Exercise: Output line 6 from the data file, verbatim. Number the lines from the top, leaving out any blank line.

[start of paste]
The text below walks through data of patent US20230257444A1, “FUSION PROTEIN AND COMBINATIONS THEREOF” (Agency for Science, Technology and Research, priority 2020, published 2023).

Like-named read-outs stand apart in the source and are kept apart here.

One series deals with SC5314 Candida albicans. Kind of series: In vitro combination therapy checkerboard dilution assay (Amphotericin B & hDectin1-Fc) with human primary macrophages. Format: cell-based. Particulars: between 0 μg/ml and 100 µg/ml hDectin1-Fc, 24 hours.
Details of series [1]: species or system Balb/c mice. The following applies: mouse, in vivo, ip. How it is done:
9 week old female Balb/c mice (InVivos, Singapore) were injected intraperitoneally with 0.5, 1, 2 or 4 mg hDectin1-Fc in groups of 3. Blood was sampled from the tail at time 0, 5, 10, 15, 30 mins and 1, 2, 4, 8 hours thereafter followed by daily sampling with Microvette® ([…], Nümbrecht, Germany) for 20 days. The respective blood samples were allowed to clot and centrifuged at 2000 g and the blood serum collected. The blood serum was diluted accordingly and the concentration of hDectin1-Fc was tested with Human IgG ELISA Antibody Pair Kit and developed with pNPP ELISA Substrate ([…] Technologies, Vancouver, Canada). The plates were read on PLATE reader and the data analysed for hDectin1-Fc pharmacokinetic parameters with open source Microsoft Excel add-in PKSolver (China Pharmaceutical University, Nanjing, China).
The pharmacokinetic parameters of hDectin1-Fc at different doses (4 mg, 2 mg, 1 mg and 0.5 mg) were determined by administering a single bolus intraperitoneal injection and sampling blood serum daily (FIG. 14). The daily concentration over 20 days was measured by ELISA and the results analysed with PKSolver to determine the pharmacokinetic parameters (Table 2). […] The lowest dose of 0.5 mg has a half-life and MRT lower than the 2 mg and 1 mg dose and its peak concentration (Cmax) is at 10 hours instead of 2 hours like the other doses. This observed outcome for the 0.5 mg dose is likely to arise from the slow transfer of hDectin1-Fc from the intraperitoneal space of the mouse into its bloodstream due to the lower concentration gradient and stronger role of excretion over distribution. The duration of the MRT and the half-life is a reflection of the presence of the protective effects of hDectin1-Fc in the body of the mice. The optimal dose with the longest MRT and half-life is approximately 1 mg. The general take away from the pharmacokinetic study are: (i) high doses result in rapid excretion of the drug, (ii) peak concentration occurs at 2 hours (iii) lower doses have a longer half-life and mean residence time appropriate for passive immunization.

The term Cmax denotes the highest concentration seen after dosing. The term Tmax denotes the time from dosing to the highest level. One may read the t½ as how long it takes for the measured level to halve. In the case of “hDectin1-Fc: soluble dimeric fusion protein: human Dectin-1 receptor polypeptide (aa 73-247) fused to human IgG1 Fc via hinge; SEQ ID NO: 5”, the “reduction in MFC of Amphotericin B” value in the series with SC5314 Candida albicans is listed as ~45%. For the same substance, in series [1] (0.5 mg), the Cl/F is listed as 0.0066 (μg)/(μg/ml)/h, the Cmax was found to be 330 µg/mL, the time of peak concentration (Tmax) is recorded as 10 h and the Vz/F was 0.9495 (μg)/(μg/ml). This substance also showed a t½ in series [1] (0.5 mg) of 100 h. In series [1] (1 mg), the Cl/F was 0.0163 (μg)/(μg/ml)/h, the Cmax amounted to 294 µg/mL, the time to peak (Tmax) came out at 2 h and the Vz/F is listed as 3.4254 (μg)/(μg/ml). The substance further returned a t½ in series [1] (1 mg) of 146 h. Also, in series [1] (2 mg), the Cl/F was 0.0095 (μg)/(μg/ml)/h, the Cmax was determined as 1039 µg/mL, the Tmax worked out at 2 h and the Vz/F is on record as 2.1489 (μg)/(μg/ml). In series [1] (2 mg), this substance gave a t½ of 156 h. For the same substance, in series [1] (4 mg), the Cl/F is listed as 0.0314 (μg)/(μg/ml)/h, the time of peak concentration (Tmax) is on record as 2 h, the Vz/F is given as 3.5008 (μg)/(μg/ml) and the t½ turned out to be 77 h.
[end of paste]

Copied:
The pharmacokinetic parameters of hDectin1-Fc at different doses (4 mg, 2 mg, 1 mg and 0.5 mg) were determined by administering a single bolus intraperitoneal injection and sampling blood serum daily (FIG. 14). The daily concentration over 20 days was measured by ELISA and the results analysed with PKSolver to determine the pharmacokinetic parameters (Table 2). […] The lowest dose of 0.5 mg has a half-life and MRT lower than the 2 mg and 1 mg dose and its peak concentration (Cmax) is at 10 hours instead of 2 hours like the other doses. This observed outcome for the 0.5 mg dose is likely to arise from the slow transfer of hDectin1-Fc from the intraperitoneal space of the mouse into its bloodstream due to the lower concentration gradient and stronger role of excretion over distribution. The duration of the MRT and the half-life is a reflection of the presence of the protective effects of hDectin1-Fc in the body of the mice. The optimal dose with the longest MRT and half-life is approximately 1 mg. The general take away from the pharmacokinetic study are: (i) high doses result in rapid excretion of the drug, (ii) peak concentration occurs at 2 hours (iii) lower doses have a longer half-life and mean residence time appropriate for passive immunization.